It was in the pattern of a Gyre. I looked at it closely and saw that it was of marine origin in what once had been a sediment on the floor of what we now call the Indian Ocean, about where there is a concerted effort just now to locate the "pinging" of a flight data recorder in the vasty deep. I believe this is an "ammonite," a relic of deep pre-history, a life form now extinct, but still letting us know it had gone about its daily business of staying alive and passing on progeny, now revealed as an individual after untold eons outside recognition or remembrance.

Stuffing this special souvenir rock into a pocket, I completed the climb and returned from the summit along couloirs filled with similar "ball bearing" rocks ready to whisk me downslope on a rapid express descent with any mis-step. I was now on a hunt--a rock hound--no longer gazing out over the enormity of the panorama, but looking at a much closer focus for each rock that might have a fossilized gyre within it. We look for only what we know, and therefore find it; how many more unknowns might there be for which we have not dialed in the focal plane? Sure enough, here is one. And there another. I had no pocket space left after I had made only a half descent. I held one in each hand as I semi-skied down the last of the slopes, eager to get to Kaza and tell of my "discovery" probably known to each of the Buddhist Sherpa montagnards except me. They already knew all about life cycles.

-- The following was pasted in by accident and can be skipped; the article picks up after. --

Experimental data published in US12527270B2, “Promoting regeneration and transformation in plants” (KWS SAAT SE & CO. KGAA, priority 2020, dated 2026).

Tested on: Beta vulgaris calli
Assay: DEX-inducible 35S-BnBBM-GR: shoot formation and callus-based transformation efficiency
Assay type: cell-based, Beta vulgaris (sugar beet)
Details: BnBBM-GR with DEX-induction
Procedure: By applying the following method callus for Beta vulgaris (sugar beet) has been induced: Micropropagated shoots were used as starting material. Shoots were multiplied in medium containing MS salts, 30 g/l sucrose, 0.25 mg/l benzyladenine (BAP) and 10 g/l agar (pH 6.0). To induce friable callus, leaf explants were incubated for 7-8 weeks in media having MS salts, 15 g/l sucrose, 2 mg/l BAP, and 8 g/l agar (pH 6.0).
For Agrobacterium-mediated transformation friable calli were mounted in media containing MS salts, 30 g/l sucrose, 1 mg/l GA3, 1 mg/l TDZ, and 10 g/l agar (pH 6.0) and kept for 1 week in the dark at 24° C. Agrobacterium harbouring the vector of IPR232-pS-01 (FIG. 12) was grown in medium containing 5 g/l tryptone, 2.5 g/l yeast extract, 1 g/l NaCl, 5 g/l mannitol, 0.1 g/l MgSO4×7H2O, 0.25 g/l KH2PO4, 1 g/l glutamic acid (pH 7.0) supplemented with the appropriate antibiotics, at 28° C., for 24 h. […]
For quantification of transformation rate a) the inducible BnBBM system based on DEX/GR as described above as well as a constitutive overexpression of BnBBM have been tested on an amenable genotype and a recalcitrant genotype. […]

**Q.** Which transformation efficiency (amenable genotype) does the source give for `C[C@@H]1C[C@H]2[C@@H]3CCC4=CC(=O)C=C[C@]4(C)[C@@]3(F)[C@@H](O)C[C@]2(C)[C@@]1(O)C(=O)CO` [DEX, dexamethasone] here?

If what goes around comes around in the spiral staircase of the gyre, that only makes sense in reference to a center point. It is not that the gyre is "like life," it IS life--as these now inert rock residuals were. That the ammonite may not have been very reflective about their existence or purposeful about their destiny does not mean that they were not part of a pattern--spreading out into the unknown from a centerpoint--figure and ground. Each had been expanding beyond self-centered boundaries, creating a pattern reflective of origin as we seem to have migrated into a quite distant and foreign environment.

Change is a fundamental constant, as we can be assured even in the bedrock of our "solid ground" such that the summit peaks of the mightiest mountains on the planet had their origin in the abyssal depths of the Tethys seafloor a world away.

As I remember, the first and last sentences of John McPhee's deep view into geologic time were the same: make no mistake, the summit of Mount Everest is marine limestone.



Yes I Swim

Her back is arched indicating a stretch better than any yoga.
Her head is up ready to throw a butterfly that hugs the world and transports herself anywhere within it.
Her eyes are open, seeing with clarity that not possible on land.
The bubbles are gone so she can feel the silence of the earth's heart.
She feels safe, safe from the overwhelming pain of others .. and can truly feel only her pain.
There is an expectation of bone crushing, muscle stretching healing.
And is measuring hydration in a way that is impossible on land.
Her mouth is open, being truly cleaned and maybe even playing with the bubbles in her nose.
The veil and hair is measuring catch and turbulence that feels better than the wind.
The legs are getting a massage that can be felt 40 years later.
She is celebrating escape.
The deep is coming, but is of her choosing.
It's darkness implies a new birth practiced through dream death.
She's momentarily new-born infant using her god-given 60 seconds.
Yes I swim .. .